Louise Jameson in The Diva Drag at The Hope
Lydia Larson in Skin A Cat at The Bunker
Sarah Ridgeway in Fury at Soho Theatre
Jenna Russell in Grey Gardens at Southwark Playhouse
Best Supporting Female
Lynette Clarke in Karagula at The Styx
Joanna Hickman in Ragtime at Charing Cross Theatre
Sasha Waddell in After October at The Finborough
Fiston Barek in The Rolling Stone at The Orange Tree
Phil Dunster in Pink Mist at The Bush
Paul Keating in Kenny Morgan at The Arcola
John Ramm in Sheppey at The Orange Tree Continue reading “2017 Offie Award Finalists”
“’Tis the time’s plague when madmen lead the blind”
Though no spring chicken myself, I’m not quite the right age to be truly excited about Oscar winning actress-turned politician-turned actress again Glenda Jackson’s return to the stage. I was more intrigued than truly excited when she was announced in the title role of Deborah Warner’s King Lear for the Old Vic for though I’m well aware of who she is, her film and TV credits never broke through into what I was watching either back then or since. (Feel free to recommend her must-see performances – I’ll add them to the list of things I’ll get round to watching one day.)
But I’m always here for casting decisions that shake the established order somewhat and with Celia Imrie, Jane Horrocks and Rhys Ifans in the cast too, there was no chance I wouldn’t go see this. Full disclosure though, I went to the final £10 preview so treat this review how you will. For it is simultaneously an effortful and frustratingly vague production that never truly convinces of the attempted scope of its artistic vision. Fortunately, this often-times ephemeral and occasionally perplexing Lear is anchored by a striking performance from Jackson. Continue reading “Review: King Lear, Old Vic”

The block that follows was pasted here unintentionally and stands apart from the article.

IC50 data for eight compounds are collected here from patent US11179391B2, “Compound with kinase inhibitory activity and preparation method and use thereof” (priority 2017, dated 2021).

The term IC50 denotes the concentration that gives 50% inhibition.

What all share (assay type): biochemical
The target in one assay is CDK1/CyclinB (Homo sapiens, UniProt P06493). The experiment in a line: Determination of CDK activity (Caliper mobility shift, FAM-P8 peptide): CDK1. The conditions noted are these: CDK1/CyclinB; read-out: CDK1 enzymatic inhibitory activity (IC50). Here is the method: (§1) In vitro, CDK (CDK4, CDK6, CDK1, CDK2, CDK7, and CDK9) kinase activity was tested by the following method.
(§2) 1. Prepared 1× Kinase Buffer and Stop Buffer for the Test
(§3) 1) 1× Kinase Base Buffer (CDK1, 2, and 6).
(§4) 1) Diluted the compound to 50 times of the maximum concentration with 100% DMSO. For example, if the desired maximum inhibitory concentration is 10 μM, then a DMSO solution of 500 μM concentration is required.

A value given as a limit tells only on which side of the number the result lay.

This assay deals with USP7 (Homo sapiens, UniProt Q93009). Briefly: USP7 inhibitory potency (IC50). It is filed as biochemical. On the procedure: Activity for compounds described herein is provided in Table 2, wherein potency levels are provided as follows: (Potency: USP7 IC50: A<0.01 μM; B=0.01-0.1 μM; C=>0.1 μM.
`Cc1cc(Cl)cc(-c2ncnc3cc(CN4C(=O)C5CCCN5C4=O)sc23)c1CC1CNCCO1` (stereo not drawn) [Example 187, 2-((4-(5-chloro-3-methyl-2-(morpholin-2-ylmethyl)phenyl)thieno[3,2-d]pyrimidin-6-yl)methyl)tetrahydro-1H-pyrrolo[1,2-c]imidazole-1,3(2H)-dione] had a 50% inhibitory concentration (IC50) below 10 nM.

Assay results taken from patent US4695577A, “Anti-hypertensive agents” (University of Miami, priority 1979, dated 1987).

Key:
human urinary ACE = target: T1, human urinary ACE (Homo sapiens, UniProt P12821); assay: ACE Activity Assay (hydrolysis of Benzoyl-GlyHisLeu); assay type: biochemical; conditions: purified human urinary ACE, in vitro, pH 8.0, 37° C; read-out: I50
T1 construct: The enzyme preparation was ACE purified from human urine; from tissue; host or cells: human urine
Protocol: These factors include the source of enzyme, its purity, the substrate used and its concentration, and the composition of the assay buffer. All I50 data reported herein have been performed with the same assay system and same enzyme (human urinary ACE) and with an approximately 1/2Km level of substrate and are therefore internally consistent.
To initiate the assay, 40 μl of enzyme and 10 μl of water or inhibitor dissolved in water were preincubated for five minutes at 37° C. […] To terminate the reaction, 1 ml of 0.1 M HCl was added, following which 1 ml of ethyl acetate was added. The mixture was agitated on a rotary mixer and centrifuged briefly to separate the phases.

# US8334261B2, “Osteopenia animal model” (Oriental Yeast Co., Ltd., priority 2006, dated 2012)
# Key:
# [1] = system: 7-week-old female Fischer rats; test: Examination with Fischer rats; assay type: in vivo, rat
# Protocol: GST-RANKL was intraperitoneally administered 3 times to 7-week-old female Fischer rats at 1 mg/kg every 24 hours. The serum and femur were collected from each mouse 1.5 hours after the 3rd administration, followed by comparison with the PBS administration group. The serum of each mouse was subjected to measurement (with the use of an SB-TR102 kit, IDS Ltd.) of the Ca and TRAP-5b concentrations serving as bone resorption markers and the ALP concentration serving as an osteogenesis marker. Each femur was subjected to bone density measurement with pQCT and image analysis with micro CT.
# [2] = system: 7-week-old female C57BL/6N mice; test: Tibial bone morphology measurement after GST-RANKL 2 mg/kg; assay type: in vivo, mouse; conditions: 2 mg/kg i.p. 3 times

“Memories fade. Memories contort and change”
First seen last year at the Royal Exchange in Manchester and Leeds’ West Yorkshire Playhouse where it was partially cross-cast with a striking reinvention of Anna Karenina, Chris Urch’s The Rolling Stone has kept on rolling down to Richmond where it has now opened at the Orange Tree. And at its helm, Ellen McDougall continues to prove herself one of the more exciting and inventive of a new generation of directors, with a simple but searing production.
The title comes the name of a Kampala newspaper that outed gay Ugandans by publishing their names and addresses and calling for their execution and Urch examines its fallout in the micro-perspective, looking at how it played out for one family. Joe has just become pastor of an Anglican church, under the aegis of the manipulative Mama, but neither are aware that Joe’s younger brother Dembe is happily cavorting with a mixed-race doctor from Northern Ireland called Sam. Continue reading “Review: The Rolling Stone, Orange Tree Theatre”
2016 is nearly upon and for once, I’ve hardly anything booked for the coming year and what I do have tickets for, I’m hardly that inspired by (the Garrick season has been ruined by the awfulness of the rear stalls seats, and I only got Harry Potter and the Cursed Child tickets due to FOMO). Not for the first time, I’m intending to see less theatre next year but I do have my eyes on a good few productions in the West End, fringe and beyond. Continue reading “20 shows to look forward to in 2016”
I realise I’m just adding (belatedly) to the plethora of 2015 features already published but so many of them trod the boringly familiar ground of forthcoming West End shows (and in the Evening Standard’s case, managed to recommend booking for three shows already sold out from their list of six). So I’ve cast my net a little wider and chosen a few random categories for just some of the shows I’m recommending and looking forward to in 2015.